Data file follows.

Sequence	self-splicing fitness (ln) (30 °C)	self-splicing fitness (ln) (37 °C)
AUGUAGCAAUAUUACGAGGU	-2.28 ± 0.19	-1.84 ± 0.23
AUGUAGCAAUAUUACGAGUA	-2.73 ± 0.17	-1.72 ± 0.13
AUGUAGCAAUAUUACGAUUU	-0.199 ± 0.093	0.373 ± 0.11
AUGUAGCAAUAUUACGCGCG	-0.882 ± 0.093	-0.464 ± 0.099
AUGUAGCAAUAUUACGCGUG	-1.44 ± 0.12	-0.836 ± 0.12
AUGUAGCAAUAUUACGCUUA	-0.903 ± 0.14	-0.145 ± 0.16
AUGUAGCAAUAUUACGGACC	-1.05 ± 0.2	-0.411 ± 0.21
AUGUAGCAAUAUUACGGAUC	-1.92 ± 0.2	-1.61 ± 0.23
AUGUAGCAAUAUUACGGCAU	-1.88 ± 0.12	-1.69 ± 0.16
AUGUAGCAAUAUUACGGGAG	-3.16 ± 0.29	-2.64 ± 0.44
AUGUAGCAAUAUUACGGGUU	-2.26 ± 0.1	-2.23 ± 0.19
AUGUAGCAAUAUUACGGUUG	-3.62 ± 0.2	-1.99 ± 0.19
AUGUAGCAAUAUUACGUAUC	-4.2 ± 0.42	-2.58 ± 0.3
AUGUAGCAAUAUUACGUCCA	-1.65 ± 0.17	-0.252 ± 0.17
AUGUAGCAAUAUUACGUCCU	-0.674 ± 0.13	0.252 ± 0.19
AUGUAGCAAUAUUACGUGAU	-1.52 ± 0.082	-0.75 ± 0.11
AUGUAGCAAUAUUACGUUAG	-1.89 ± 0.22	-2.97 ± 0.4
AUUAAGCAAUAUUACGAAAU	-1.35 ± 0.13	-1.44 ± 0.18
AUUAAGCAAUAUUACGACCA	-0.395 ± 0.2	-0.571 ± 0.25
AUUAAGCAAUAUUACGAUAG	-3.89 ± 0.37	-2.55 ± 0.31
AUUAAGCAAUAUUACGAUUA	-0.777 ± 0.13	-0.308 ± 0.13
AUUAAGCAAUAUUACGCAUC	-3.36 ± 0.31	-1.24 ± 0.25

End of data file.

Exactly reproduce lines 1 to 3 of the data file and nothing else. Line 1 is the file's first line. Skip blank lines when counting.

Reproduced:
Sequence	self-splicing fitness (ln) (30 °C)	self-splicing fitness (ln) (37 °C)
AUGUAGCAAUAUUACGAGGU	-2.28 ± 0.19	-1.84 ± 0.23
AUGUAGCAAUAUUACGAGUA	-2.73 ± 0.17	-1.72 ± 0.13